Tomorrow’s Atlanta Journal-Constitution nails it with this article headline: Espresso done right is intense — a full-bodied, stop-time moment to savor | ajc.com. Somewhat surprisingly, what follows the headline isn’t half bad either.
The author, John Kessler, goes on to note how rare a decent espresso is in this country — and in fancy restaurants in particular. But rather than merely lament the sorry state of American espresso, he makes a legitimate attempt at an explanation. He attributes this sorry state to a variety of factors, including a cultural preference for the 30-minute indulgence rather than the three-sip shot, insufficient steam pressure from many commercial machines, and an avoidance of robusta beans. It’s a noble attempt worthy of examination.
America’s culture of indulgence is dismissive of the “small tasting”. The small tasting typically makes an acceptable appearance only where physical constraints make it absolutely necessary — such as part of a lavish seven-course meal. (As celeb chef Anthony Bourdain is quick to point out, after the first few bites of anything, our taste buds progressively deaden with the same stimulus. Beyond those first tastes, you’re no longer satisfying your taste buds; rather, you are trying to satisfy something else entirely.) Combine this with our cultural obsession over all-you-can-eat “value”, and its no wonder that our espresso is over-extracted, poured in copious amounts, and almost always washed away in a sea of steamed milk.
Unfortunately, conventional wisdom in this country suggests that espresso is a “hot, bitter brew” — with the maximum caffeinated effect. This reflects just how poor the American cultural standard for espresso really is. I would argue that if it’s hot and bitter, you’re not drinking espresso — you’re drinking something else. In a country where our beverage choices are either “freezing” or “scalding”, espresso should be served a touch closer to room temperature. And if it’s bitter, whoever made it likely over-extracted the shot, and it should be sent back like a corked wine.
But — as Corby Kummer, author of The Joy of Coffee, is quoted in the article — “I hate it when people use a wine analogy for coffee.” Lately, I have caught myself using a balsamic vinegar of Modena analogy. Acidic vinegar doesn’t sound like the kind of appetizing thing you might, say, pour over ice cream. But if you’ve ever had aged balsamic vinegar of Modena, you know just how sweet and syrupy — and so unlike its wine-based American counterpart — it can be. The same is true when comparing a true espresso with the typical American version.
Back to Mr. Kessler’s explanation, I also have to agree that the American espresso is almost universally over-extracted and brewed at the wrong temperature. The general state of espresso equipment tuning and maintenance is sorry and sad. But training plays a huge role too. Machines tuned to perfection could be rendered irrelevant in untrained hands. All it takes is someone to leave the portafilter handles cooling in the drip tray.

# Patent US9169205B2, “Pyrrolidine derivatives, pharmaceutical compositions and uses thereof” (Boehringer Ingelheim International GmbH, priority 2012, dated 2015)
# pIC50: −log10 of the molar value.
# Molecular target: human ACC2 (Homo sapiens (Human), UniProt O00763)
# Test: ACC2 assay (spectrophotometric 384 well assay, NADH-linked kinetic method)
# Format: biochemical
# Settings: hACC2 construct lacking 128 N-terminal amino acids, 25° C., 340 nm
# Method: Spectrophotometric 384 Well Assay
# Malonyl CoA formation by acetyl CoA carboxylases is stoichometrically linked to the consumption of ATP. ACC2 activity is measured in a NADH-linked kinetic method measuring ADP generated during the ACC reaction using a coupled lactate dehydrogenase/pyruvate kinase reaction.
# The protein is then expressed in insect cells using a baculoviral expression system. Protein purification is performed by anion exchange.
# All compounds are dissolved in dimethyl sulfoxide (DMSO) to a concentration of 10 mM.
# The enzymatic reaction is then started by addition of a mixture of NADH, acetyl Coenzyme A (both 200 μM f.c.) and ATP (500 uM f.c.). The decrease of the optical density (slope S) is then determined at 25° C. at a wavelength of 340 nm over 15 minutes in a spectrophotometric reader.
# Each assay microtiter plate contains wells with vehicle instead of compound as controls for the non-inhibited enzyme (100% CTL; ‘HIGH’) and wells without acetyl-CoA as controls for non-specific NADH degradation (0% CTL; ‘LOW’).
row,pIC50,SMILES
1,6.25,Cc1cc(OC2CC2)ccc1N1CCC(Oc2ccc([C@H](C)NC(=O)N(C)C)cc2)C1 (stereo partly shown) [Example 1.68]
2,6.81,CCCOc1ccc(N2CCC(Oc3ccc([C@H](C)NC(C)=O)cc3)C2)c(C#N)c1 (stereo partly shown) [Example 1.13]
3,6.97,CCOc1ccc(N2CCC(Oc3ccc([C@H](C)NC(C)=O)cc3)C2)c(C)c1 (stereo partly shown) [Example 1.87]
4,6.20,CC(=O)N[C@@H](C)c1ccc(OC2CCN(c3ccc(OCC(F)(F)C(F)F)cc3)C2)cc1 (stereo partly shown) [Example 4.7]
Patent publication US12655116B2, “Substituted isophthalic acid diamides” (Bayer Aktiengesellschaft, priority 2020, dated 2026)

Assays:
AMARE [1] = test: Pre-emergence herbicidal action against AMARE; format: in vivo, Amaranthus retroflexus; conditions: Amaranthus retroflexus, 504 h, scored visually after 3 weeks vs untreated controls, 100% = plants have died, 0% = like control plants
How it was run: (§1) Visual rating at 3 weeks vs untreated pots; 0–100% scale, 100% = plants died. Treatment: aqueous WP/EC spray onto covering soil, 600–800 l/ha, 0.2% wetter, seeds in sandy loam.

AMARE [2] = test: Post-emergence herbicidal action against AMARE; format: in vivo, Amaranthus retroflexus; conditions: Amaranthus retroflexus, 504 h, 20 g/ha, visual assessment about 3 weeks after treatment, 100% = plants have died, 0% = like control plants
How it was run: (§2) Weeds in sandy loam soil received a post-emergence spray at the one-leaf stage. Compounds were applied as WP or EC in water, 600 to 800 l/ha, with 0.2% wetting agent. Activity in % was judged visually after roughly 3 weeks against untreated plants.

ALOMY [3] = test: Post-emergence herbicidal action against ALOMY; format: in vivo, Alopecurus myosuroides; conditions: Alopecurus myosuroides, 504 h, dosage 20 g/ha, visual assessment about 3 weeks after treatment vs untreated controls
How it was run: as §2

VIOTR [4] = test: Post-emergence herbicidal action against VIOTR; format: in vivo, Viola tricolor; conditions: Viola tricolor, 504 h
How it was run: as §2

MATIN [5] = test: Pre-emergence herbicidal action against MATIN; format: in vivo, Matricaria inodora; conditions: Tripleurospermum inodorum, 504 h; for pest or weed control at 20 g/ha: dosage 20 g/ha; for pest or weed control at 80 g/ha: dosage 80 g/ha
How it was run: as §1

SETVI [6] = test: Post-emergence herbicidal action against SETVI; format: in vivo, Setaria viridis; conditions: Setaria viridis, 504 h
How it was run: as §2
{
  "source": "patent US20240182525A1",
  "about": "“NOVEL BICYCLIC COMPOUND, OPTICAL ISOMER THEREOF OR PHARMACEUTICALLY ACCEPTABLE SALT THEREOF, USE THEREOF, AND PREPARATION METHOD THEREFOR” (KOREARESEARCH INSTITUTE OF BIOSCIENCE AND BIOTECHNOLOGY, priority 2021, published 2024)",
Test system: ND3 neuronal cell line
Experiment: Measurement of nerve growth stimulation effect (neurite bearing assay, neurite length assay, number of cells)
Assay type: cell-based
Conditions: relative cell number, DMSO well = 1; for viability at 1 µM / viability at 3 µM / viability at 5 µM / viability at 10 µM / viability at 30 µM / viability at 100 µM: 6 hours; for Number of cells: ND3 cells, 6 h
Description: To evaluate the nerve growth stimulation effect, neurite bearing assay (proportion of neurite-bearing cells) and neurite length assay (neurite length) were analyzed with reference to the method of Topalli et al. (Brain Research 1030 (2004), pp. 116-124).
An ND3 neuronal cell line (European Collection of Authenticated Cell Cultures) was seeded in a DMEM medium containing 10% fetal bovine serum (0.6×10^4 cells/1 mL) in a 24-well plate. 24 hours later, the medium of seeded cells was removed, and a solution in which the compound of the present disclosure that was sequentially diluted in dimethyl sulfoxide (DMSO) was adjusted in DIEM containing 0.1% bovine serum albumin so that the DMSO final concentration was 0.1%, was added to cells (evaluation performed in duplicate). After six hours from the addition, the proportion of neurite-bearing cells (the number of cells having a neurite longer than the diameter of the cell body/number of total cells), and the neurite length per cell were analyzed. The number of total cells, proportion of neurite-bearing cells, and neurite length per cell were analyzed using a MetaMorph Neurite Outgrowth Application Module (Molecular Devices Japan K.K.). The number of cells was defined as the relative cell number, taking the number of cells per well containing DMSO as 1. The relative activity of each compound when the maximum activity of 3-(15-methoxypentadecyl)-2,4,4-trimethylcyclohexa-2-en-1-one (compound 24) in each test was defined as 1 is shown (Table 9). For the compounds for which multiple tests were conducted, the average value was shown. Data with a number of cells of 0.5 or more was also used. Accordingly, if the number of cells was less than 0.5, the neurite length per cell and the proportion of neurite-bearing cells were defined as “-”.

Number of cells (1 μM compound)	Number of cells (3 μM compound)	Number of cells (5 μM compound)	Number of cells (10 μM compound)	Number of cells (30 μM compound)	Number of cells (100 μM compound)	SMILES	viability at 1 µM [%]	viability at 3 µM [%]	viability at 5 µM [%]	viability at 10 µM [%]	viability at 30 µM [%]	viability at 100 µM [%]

However, I am in less agreement with his “aversion to robusta” argument. Sure, robusta is generally a cheaper grade coffee that many American retailers tend to avoid on this criteria alone. And the right percentage of good-quality robusta in an espresso blend can make a huge difference in an espresso’s volume of crema, the richness of its aroma, and the breadth of its flavor profile. But I’ve also had astounding single-bean espresso shots that have blown blends out of the water.
Speaking of ever-tiresome wine analogies… On a semi-related note, today’s The Washington Post today published an article where the author learned how to evaluate different bean stocks through a weekly public cupping at D.C.’s Murky Coffee: Wake Up and Cup the Coffee – washingtonpost.com.
This café is part of the Segafredo Zanetti chain, and it has been located in the deepest bowels of a downtown SF shopping mall, the San Francisco Centre, for a number of years. It’s less of an espresso bar than its neighborhood sisters (e.g., the Segafredo Zanetti at Powell) and more of a counter café serving sandwiches, pastries, and coffee to hungry mall-walkers. Located at the bottom of a tall atrium, it still carries the Segafredo-branded red & black tables and chairs. However, their bland, overpriced, and reheated food makes your high school cafeteria seem like a step up.
Their more modern, three-group La San Marco machine still shows the dent from when a jumper leapt from the escalator onto it — twice — and lived, back in June 2003. With this machine, they produce a very dark brown crema that rapidly thins. Its over-roasted, burnt, and somewhat bitter flavor is primarily ashy — although it does have a full mouthfeel and a more pleasant aftertaste. S.F.’s Coffeemax services their machine and could do much better.